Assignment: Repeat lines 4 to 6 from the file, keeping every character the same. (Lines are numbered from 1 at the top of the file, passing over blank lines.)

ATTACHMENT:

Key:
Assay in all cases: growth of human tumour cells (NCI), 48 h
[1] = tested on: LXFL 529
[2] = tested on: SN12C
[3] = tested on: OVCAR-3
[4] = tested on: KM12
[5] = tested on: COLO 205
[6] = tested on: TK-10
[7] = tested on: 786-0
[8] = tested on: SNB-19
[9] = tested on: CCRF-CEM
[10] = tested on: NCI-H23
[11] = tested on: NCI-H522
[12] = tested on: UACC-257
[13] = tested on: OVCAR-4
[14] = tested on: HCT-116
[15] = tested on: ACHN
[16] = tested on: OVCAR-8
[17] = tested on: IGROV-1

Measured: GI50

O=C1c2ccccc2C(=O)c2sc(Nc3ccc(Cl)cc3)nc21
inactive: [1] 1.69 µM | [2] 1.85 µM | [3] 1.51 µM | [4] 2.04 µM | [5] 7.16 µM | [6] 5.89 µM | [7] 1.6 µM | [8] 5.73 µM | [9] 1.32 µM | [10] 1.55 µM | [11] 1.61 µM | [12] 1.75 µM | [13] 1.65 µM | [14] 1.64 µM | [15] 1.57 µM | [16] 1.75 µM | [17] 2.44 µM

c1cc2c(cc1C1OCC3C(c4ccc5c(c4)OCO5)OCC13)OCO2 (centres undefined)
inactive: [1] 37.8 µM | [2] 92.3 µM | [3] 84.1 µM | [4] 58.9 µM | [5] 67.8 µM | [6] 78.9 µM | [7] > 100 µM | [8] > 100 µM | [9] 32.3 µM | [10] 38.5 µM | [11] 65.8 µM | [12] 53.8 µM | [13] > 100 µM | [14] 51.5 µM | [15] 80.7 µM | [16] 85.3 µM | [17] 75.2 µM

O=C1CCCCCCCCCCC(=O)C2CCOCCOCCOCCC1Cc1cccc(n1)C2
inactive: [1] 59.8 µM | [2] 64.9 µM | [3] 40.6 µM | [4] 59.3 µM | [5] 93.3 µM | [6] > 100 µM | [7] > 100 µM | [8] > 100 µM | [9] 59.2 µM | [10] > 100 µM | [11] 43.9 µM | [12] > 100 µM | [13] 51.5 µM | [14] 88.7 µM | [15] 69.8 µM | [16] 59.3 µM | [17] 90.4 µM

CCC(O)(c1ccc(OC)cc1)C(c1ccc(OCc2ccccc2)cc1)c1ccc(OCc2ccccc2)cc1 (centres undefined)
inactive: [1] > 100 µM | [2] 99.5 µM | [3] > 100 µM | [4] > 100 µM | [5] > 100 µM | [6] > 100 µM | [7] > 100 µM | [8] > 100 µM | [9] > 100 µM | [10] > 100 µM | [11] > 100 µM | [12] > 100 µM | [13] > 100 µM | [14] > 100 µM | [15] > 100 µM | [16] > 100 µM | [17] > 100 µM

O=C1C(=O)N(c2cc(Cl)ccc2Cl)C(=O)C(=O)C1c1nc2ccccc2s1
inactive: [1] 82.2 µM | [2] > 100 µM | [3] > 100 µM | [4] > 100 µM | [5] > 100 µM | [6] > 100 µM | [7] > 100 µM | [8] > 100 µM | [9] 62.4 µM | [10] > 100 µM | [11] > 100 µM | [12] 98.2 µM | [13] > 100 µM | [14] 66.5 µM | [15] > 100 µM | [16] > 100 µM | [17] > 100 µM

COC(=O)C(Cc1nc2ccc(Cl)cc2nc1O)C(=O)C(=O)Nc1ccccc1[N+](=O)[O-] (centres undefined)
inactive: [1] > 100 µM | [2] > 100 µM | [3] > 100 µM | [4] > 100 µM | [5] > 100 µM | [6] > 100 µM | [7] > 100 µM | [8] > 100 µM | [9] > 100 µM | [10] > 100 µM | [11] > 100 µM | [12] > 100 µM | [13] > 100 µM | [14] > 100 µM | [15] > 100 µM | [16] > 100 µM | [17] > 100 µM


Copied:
[2] = tested on: SN12C
[3] = tested on: OVCAR-3
[4] = tested on: KM12